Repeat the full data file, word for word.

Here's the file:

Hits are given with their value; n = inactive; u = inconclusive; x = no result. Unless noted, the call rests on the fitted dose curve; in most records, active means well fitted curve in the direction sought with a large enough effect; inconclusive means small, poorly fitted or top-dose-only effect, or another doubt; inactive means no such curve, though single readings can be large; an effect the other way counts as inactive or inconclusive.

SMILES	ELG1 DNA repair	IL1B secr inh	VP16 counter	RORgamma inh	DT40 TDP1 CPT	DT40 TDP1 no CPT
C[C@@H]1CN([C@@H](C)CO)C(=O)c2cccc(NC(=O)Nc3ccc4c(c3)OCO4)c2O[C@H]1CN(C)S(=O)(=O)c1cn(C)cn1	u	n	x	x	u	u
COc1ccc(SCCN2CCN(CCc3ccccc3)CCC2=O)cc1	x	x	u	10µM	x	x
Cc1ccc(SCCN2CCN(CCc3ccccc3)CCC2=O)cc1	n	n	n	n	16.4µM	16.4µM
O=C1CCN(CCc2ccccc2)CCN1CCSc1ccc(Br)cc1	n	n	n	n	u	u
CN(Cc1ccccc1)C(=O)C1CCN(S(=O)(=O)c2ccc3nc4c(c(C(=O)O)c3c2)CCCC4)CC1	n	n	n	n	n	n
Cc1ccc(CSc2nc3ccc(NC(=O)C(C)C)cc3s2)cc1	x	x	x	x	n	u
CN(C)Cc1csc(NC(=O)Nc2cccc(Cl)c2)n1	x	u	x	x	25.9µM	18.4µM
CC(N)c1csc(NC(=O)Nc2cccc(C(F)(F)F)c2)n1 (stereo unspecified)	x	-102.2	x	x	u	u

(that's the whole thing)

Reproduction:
Hits are given with their value; n = inactive; u = inconclusive; x = no result. Unless noted, the call rests on the fitted dose curve; in most records, active means well fitted curve in the direction sought with a large enough effect; inconclusive means small, poorly fitted or top-dose-only effect, or another doubt; inactive means no such curve, though single readings can be large; an effect the other way counts as inactive or inconclusive.

SMILES	ELG1 DNA repair	IL1B secr inh	VP16 counter	RORgamma inh	DT40 TDP1 CPT	DT40 TDP1 no CPT
C[C@@H]1CN([C@@H](C)CO)C(=O)c2cccc(NC(=O)Nc3ccc4c(c3)OCO4)c2O[C@H]1CN(C)S(=O)(=O)c1cn(C)cn1	u	n	x	x	u	u
COc1ccc(SCCN2CCN(CCc3ccccc3)CCC2=O)cc1	x	x	u	10µM	x	x
Cc1ccc(SCCN2CCN(CCc3ccccc3)CCC2=O)cc1	n	n	n	n	16.4µM	16.4µM
O=C1CCN(CCc2ccccc2)CCN1CCSc1ccc(Br)cc1	n	n	n	n	u	u
CN(Cc1ccccc1)C(=O)C1CCN(S(=O)(=O)c2ccc3nc4c(c(C(=O)O)c3c2)CCCC4)CC1	n	n	n	n	n	n
Cc1ccc(CSc2nc3ccc(NC(=O)C(C)C)cc3s2)cc1	x	x	x	x	n	u
CN(C)Cc1csc(NC(=O)Nc2cccc(Cl)c2)n1	x	u	x	x	25.9µM	18.4µM
CC(N)c1csc(NC(=O)Nc2cccc(C(F)(F)F)c2)n1 (stereo unspecified)	x	-102.2	x	x	u	u